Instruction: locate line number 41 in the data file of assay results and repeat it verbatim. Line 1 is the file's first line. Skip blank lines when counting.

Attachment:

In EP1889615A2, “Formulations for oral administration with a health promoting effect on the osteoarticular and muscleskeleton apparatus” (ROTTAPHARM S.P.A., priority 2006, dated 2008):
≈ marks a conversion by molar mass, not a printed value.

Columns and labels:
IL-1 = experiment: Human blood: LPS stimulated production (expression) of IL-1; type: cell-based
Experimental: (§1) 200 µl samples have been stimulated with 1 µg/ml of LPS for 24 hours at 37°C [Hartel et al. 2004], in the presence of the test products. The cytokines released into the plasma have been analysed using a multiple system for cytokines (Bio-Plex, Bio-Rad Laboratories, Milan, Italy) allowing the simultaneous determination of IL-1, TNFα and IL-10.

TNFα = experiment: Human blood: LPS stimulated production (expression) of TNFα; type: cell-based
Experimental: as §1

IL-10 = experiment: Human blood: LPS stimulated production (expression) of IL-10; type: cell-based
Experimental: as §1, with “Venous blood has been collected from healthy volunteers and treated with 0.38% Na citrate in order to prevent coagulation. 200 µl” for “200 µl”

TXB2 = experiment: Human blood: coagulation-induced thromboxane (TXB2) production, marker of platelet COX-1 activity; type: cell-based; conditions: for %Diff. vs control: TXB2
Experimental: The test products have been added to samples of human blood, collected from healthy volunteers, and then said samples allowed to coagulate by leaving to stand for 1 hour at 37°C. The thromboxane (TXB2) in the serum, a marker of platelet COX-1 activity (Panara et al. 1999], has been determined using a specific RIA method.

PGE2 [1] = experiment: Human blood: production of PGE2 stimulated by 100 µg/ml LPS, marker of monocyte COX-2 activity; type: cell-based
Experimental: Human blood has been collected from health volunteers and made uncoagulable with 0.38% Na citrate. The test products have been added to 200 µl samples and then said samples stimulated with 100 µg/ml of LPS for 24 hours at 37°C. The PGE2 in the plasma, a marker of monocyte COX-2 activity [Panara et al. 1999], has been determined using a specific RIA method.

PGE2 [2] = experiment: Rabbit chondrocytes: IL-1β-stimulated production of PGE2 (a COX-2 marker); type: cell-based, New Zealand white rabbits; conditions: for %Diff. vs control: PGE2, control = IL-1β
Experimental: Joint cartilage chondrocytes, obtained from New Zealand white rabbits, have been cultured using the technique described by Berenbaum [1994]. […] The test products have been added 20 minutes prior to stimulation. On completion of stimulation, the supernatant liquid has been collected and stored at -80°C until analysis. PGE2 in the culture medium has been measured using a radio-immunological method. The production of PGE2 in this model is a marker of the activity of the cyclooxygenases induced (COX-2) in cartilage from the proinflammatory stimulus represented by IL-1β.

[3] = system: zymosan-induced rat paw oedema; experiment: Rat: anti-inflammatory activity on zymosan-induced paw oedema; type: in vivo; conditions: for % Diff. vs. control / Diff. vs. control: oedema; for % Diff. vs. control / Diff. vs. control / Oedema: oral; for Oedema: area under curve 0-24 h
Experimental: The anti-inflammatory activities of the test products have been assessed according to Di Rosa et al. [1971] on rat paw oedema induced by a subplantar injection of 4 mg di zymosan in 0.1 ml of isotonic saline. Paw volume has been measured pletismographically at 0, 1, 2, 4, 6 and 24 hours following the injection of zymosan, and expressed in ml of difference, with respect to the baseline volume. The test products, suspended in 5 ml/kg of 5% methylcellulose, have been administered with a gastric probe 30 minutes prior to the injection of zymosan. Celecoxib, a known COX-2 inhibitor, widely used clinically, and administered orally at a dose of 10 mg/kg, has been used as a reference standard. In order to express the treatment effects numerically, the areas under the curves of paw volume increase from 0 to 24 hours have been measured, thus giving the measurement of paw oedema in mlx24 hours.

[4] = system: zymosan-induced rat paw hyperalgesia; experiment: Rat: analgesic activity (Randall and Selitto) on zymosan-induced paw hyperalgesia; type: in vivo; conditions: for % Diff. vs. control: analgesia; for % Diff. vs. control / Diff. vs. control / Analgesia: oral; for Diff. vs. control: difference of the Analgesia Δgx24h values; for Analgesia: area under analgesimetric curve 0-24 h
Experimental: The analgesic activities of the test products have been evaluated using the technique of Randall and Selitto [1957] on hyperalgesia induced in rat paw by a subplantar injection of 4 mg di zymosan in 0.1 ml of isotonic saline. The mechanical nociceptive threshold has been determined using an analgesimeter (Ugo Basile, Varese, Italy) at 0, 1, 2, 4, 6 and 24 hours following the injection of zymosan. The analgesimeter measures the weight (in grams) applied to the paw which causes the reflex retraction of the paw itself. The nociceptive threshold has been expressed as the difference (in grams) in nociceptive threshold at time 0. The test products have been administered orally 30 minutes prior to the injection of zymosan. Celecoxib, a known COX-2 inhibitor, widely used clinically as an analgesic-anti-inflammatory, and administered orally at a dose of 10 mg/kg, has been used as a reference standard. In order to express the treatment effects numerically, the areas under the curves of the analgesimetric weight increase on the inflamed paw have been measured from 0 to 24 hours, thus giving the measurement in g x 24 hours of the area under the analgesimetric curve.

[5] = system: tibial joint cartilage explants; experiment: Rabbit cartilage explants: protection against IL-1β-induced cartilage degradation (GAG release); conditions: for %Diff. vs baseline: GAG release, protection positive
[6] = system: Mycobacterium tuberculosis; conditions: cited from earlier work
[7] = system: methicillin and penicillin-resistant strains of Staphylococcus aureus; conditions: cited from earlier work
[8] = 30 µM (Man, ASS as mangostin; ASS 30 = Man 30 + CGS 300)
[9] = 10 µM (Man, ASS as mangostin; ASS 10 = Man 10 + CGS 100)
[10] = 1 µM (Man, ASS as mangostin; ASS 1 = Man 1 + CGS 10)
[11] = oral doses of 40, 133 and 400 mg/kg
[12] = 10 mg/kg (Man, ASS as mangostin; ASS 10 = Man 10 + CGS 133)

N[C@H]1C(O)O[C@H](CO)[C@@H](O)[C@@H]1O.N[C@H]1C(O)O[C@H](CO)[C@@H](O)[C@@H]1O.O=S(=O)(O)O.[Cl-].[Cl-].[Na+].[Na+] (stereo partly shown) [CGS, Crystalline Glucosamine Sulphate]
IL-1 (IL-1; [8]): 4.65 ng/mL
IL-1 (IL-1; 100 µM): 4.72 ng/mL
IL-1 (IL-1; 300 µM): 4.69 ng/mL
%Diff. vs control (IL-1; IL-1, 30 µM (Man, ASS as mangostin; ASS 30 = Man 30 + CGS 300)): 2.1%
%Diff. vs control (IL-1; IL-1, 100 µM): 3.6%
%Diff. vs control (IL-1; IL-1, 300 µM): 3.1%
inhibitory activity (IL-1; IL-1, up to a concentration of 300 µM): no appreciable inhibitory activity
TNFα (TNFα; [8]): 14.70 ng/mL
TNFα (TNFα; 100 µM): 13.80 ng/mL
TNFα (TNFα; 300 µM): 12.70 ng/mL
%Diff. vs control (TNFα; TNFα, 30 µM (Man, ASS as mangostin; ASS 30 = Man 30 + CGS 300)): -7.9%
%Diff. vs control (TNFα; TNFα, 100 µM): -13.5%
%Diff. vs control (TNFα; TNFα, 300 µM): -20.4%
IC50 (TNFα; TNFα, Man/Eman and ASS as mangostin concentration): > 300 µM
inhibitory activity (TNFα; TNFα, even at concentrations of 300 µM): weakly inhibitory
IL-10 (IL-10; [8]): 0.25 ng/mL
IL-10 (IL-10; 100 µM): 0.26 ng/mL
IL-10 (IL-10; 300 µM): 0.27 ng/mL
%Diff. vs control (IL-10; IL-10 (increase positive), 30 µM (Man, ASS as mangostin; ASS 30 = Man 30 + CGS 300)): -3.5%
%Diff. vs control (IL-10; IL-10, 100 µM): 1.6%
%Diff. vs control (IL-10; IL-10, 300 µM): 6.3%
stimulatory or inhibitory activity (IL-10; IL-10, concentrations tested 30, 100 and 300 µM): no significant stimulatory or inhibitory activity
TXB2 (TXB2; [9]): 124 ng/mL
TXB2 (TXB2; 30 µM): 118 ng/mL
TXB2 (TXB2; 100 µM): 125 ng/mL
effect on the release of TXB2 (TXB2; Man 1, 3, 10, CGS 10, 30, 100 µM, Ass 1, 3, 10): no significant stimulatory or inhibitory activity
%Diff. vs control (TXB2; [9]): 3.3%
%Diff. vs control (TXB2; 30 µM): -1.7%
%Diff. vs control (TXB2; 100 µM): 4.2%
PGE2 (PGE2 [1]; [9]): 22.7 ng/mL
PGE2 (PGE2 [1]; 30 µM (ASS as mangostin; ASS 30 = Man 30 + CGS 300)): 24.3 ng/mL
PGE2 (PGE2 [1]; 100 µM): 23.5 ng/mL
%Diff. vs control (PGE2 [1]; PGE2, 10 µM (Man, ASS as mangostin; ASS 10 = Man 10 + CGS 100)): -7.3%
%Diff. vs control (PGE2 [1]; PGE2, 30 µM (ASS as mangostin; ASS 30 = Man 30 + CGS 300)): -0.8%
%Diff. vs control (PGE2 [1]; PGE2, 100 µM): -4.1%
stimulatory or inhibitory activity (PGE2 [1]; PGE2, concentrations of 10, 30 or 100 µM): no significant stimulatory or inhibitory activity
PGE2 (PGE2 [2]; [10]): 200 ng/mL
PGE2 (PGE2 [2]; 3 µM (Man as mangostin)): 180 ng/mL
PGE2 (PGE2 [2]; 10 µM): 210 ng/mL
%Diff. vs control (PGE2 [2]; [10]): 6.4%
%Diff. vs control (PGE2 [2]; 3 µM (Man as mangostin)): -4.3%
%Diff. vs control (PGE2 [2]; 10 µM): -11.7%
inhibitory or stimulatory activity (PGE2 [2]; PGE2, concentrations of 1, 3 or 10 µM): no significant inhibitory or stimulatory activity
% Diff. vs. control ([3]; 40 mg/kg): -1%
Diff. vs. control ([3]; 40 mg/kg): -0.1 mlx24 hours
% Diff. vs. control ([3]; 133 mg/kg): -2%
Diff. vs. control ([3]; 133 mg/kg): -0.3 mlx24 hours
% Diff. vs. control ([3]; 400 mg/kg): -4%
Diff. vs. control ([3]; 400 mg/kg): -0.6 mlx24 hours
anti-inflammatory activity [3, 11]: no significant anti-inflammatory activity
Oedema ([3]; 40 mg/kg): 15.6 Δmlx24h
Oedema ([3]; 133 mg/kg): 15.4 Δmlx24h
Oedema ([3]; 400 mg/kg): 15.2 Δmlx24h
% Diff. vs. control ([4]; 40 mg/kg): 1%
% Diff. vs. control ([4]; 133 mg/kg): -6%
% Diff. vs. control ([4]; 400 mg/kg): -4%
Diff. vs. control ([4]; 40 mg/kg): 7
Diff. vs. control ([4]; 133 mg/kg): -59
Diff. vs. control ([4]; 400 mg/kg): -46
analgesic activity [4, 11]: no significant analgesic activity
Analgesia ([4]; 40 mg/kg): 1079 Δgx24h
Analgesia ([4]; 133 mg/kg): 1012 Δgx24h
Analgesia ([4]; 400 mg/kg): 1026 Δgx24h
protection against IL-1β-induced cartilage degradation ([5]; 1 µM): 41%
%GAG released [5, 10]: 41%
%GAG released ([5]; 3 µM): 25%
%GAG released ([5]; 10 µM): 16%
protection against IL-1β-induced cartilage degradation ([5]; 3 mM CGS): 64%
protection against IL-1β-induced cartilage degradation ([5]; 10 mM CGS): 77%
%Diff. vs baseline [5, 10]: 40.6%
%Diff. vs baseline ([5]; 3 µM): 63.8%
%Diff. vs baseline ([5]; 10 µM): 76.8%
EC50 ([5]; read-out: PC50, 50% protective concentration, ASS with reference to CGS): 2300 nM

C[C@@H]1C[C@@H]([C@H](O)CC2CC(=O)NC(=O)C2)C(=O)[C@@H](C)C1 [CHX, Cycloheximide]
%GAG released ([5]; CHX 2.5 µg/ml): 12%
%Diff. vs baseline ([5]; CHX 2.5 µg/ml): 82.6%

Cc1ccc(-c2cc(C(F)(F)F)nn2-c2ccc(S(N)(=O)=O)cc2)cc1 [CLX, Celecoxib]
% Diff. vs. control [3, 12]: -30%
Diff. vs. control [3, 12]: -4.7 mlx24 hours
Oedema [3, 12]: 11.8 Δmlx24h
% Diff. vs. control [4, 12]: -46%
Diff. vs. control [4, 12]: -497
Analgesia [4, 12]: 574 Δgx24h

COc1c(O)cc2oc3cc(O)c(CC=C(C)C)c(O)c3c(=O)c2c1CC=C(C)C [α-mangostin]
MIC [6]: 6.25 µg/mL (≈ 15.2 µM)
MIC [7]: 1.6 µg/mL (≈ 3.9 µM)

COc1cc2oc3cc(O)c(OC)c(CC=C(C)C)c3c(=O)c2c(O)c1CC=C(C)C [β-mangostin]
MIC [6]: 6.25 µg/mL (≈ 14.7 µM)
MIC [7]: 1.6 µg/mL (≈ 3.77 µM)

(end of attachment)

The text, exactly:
%Diff. vs control (TNFα; TNFα, 300 µM): -20.4%